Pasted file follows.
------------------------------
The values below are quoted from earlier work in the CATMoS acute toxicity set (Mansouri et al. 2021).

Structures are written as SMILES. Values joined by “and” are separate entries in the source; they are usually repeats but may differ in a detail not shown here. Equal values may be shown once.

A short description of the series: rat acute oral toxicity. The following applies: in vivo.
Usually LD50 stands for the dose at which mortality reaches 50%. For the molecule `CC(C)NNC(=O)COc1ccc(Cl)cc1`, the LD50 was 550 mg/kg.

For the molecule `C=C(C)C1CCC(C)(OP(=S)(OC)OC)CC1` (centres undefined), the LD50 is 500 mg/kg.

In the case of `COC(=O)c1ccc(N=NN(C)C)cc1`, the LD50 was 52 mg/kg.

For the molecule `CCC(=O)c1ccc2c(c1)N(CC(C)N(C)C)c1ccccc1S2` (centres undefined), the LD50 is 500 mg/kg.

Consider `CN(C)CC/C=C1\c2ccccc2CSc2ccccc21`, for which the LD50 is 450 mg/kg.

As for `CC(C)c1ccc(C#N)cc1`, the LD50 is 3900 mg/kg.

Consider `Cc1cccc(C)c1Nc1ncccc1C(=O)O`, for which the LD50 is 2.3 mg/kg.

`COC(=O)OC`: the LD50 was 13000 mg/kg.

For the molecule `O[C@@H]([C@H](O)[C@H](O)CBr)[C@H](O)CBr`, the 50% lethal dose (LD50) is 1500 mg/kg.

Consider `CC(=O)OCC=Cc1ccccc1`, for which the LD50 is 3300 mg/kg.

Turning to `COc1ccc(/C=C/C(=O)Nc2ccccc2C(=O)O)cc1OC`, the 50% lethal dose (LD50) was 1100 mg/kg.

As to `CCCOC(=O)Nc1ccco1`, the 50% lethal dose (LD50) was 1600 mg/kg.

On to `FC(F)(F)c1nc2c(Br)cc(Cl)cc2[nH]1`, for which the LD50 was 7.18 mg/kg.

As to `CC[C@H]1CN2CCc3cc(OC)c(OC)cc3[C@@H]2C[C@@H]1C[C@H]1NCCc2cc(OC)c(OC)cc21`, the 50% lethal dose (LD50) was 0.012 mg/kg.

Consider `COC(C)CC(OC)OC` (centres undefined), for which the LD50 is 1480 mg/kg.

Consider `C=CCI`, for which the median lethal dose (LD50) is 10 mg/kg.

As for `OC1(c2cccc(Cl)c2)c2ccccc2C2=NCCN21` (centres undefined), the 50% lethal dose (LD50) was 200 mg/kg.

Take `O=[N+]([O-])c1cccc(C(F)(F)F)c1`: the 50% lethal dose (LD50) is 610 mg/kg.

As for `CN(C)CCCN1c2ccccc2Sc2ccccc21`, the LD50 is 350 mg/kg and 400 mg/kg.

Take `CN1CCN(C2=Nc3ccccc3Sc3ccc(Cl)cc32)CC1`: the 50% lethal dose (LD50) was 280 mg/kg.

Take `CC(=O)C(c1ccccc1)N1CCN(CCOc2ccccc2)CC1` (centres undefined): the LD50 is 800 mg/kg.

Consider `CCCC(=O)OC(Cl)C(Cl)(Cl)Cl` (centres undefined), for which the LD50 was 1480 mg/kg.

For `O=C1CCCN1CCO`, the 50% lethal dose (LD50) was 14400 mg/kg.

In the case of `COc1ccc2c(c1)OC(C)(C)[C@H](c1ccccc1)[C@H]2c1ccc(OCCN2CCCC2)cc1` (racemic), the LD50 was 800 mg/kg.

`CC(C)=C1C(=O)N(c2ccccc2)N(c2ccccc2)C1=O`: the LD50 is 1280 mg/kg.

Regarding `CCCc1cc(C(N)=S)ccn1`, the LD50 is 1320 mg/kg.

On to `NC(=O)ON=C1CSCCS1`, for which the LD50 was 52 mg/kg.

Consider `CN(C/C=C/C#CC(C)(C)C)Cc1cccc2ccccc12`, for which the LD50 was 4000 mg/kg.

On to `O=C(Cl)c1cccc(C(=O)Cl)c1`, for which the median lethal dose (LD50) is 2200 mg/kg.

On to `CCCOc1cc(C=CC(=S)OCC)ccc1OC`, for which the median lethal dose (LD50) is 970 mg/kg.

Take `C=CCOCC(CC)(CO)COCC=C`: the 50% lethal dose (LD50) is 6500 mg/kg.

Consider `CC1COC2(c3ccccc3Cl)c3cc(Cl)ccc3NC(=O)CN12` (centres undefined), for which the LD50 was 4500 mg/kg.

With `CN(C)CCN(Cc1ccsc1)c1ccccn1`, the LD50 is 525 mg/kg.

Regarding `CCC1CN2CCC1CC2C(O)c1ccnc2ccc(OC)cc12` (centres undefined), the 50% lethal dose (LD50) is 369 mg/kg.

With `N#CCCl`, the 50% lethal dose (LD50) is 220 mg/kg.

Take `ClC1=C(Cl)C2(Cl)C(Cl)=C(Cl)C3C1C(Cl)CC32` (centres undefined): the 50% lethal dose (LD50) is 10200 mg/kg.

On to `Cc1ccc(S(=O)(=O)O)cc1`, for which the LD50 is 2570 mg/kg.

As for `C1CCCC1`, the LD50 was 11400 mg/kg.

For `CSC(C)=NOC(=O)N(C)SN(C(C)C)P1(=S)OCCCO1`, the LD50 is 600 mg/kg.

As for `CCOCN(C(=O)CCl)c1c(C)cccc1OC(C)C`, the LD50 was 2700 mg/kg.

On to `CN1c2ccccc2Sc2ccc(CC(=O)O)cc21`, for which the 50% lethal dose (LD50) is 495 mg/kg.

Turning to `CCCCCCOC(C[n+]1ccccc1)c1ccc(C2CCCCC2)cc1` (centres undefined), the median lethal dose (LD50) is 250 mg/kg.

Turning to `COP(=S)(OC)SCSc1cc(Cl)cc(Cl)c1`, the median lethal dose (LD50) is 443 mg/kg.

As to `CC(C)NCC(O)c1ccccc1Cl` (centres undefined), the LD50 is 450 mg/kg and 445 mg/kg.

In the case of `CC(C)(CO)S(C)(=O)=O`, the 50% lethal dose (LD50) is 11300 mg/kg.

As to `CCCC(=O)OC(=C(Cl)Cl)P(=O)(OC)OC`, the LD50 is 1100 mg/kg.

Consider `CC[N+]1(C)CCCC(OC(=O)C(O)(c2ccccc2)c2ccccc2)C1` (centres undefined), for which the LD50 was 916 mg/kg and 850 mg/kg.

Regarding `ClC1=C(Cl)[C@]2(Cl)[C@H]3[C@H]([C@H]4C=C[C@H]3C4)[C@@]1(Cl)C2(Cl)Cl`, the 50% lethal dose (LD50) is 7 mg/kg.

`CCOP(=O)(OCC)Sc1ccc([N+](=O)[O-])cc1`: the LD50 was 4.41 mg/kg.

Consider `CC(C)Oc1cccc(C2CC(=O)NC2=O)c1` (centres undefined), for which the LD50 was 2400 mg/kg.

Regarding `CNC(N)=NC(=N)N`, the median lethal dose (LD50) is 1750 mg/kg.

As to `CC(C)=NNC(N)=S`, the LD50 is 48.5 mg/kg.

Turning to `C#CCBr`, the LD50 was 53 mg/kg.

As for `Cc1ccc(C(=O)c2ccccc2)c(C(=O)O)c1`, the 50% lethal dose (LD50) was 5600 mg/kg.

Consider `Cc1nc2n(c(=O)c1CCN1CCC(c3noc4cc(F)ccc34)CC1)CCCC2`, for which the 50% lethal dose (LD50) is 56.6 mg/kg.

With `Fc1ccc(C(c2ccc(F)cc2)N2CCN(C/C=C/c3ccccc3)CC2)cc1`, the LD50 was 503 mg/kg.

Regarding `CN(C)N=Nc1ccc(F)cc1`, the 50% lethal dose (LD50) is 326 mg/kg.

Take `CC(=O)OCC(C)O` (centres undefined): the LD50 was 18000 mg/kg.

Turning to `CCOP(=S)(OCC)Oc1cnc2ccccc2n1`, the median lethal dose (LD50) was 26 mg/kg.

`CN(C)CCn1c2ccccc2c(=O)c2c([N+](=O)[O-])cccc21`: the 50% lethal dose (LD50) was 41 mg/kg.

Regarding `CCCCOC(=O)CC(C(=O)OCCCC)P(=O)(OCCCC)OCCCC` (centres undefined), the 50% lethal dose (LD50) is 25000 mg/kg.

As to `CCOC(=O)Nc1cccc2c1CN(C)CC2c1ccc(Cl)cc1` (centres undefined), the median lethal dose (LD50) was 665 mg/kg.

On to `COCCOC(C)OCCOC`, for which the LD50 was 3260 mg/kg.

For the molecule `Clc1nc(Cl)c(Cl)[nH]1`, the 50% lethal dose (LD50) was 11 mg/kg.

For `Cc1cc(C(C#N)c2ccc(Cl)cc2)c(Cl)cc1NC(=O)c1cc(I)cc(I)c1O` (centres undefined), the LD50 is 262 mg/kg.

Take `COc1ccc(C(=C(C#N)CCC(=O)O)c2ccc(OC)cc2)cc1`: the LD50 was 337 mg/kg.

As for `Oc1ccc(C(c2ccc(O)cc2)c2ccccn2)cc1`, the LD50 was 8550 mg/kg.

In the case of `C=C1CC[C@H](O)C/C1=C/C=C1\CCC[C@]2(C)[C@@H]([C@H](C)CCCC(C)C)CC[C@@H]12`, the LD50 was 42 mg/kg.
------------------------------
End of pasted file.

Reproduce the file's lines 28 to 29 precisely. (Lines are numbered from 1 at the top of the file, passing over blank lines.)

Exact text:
`CC(C)=C1C(=O)N(c2ccccc2)N(c2ccccc2)C1=O`: the LD50 is 1280 mg/kg.

Regarding `CCCc1cc(C(N)=S)ccn1`, the LD50 is 1320 mg/kg.